This week has been interesting in that it’s been the first in a very long time, since I was in high school, that I consistently woke up and went to bed at a respectable hour every day. I’ve been waking up at 6 am every morning in order to leave my apartment for placement at 7:20. The goal this week has been to be asleep every night at 10, but that has only happened one night this week. Other than that homework, staying up to talk to my roommate who I rarely see because I go to sleep at the same time as my Nana, and last night finishing watching Sex and the City Season 1 Disc 2 to send back to Netflix have taken higher priority than sleep. I always feel that decision when my alarm goes off in the morning though and I can’t drink enough coffee before I leave the house to offset my bad decision-making. Has anyone seen the Seinfeld when Jerry talks about the morning and night versions of himself?

“I never get enough sleep. I stay up late at night, cause I’m Night Guy. Night Guy wants to stay up late. ‘What about getting up after five hours sleep?’, oh that’s Morning Guy’s problem. That’s not my problem, I’m Night Guy. I stay up as late as I want. So you get up in the morning, you’re ….. (?), you’re exhausted, groggy, oooh I hate that Night Guy! See, Night Guy always screws Morning Guy. There’s nothing Morning Guy can do. The only Morning Guy can do is try and oversleep often enough so that Day Guy looses his job and Night Guy has no money to go out anymore.”

I’m totally having the Night Guy/Morning Guy conflict right now. For the past for years I have been an undergrad college student, and on top of that an English major. I’m sure the English majors reading this understand, but life is pretty sweet, thus why so many of us become alcoholics (not myself included); you’re basically left to your own scheduling. As long as you get the reading and writing done, it does not matter when. There aren’t meetings or groups. If you want to read in a coffee shop and pick up thinking men/women on the weekends, cool. Want to read in the library right after class? You’re a tad too responsible for the craft, but go for it. Want to read while you’re slightly drunk at 2:00 on a Wednesday morning when you just got home from karaoke? That’s probably the most socially acceptable thing for you. Bottom line, as long as you get things done and get to your (usually mid-afternoon) classes, you’re good.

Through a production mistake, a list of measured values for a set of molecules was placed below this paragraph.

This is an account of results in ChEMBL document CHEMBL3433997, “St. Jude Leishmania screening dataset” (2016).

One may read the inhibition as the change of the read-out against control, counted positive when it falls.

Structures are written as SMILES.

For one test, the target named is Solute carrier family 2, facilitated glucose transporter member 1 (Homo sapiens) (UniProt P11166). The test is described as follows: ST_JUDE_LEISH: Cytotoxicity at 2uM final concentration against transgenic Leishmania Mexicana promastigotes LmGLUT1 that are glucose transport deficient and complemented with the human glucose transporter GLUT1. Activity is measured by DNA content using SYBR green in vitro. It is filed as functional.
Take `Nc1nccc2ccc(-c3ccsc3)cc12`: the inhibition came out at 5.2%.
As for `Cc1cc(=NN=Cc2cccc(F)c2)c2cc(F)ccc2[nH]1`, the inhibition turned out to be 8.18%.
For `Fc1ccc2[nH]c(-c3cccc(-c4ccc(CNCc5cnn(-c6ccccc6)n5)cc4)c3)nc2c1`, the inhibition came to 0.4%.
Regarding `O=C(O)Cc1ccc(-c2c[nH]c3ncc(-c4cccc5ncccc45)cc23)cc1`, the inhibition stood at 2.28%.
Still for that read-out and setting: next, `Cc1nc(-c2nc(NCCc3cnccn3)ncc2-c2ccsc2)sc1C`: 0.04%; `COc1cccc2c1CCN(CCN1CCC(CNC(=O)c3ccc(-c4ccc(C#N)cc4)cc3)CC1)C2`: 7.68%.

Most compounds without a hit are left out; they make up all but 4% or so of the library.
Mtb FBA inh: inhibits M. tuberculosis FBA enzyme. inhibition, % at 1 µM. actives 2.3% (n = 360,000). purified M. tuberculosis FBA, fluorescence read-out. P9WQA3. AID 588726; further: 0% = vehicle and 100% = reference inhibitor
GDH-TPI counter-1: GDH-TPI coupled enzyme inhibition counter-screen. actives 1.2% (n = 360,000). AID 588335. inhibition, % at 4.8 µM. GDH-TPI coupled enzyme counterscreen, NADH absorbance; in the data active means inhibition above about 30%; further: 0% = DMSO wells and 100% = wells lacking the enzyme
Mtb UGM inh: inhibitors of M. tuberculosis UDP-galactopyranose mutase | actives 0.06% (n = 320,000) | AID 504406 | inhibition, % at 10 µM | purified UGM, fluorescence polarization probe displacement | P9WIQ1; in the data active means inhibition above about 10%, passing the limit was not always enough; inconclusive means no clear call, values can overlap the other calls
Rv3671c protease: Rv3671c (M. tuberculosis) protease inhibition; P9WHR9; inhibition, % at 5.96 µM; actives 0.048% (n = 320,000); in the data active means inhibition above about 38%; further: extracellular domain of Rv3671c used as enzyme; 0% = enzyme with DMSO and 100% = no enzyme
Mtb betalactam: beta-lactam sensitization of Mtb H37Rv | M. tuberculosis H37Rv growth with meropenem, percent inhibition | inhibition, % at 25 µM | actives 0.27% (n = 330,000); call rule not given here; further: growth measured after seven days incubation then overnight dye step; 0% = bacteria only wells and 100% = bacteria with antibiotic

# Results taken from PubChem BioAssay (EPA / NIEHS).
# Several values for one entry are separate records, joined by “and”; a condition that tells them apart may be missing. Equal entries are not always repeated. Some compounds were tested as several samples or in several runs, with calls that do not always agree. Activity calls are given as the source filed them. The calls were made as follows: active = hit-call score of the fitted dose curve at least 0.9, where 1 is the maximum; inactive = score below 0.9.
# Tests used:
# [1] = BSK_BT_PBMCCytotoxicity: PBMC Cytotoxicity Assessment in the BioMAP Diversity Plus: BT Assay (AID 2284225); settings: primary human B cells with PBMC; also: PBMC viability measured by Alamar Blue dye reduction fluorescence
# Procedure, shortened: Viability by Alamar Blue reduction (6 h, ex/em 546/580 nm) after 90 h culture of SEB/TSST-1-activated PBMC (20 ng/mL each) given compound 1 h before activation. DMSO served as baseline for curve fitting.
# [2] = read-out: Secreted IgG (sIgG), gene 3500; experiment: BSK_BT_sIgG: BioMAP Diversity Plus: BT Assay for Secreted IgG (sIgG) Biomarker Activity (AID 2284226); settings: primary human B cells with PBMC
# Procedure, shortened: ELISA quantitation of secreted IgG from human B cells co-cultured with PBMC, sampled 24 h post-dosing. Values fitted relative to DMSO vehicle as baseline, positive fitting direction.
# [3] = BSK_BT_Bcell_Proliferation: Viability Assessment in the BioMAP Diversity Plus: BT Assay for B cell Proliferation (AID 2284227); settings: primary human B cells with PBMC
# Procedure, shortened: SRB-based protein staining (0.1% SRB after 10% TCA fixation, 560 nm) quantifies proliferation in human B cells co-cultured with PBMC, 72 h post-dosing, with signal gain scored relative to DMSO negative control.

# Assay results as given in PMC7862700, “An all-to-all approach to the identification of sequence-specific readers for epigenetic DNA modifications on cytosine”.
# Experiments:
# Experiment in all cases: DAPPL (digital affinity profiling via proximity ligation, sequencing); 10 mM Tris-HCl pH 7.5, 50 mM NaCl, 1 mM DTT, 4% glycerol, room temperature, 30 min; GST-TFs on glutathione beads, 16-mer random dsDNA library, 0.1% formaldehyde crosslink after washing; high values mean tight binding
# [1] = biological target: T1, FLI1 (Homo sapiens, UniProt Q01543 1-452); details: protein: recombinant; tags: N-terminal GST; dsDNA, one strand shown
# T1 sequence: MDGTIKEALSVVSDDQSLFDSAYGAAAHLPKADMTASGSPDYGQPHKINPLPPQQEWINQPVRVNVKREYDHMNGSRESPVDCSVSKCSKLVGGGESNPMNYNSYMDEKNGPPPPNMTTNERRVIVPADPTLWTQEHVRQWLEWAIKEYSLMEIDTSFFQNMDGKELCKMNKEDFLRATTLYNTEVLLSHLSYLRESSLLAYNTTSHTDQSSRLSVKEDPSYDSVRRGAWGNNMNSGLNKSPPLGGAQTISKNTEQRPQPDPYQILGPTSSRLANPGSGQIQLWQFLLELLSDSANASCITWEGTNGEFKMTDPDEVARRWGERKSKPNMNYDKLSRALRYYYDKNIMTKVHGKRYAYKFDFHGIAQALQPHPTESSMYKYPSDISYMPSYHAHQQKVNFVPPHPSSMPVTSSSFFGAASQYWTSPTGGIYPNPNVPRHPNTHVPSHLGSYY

Grad school and student teaching are SO different. I’m expected to go to meetings, teach, go to classes, do a ton of outside work in preparation for those things, and the thing I’m struggling with the most, wake up at a reasonable hour. I won’t lie, this week I’ve been giving this responsible adult thing a lot of thought. At first glance, I’m not crazy about it. You see, I LOVE leisure and free time. I wasn’t involved in anything in college, I’d much prefer to sit around and be lazy with my friends or just lay in bed and watch television. I’m still not quite sure how I feel about the high level of responsibility I have right now. People are expecting a lot of me, I’m expecting a lot of myself, and it’s time to deliver, but all I really want to do is channel surf in my bed or refresh my Facebook homepage for the 900th time. I miss having the time and energy to go out or just hang out with people. I miss feeling fun and having fun.

If you’re thinking that this post is far from motivational, you’re about to be surprised. My definition of “fun” is slowly morphing into something very different for me. Yesterday, a student I’d done a writing conference with asked me after school excitedly asked me if I had read his essay. Luckily I had and told him a line from it I really liked. That little thing warmed my heart so much and made me so excited about becoming a teacher. This tenth grader really wanted me to take an interest in his work and be proud of him, and when I lived up to that expectation I could tell that he really appreciated it. I’d say that was my first truly fulfilling “teacher moment.”

That moment made the 6 AM alarm this morning not seem so bad. Even though my life is changing drastically, I’m discovering that what it is transforming into is more fulfilling than the life I have been living for the past five years. You may wonder why there are pictures from The Office sprinkled throughout this post. Well, The Office is one of my favorite shows, and has been for years. Aside from it being hilarious, I think a reason that I love it is that it makes adulthood and responsibility not seem so bad. The folks at Dunder Mifflin’s (“he-e-ey . . . now a part of Sabre”) Scranton branch get a lot done in between all the shenanigans. These fictional characters prove to me that fun and fulfillment, laughter and productivity can go hand-in-hand. They also show me that some of my most wonderful, humorous, and engaging relationships can come to me from the workplace.

Maybe adulthood won’t be so bad after all. If I can reconcile the Morning Guy and Night Guy within.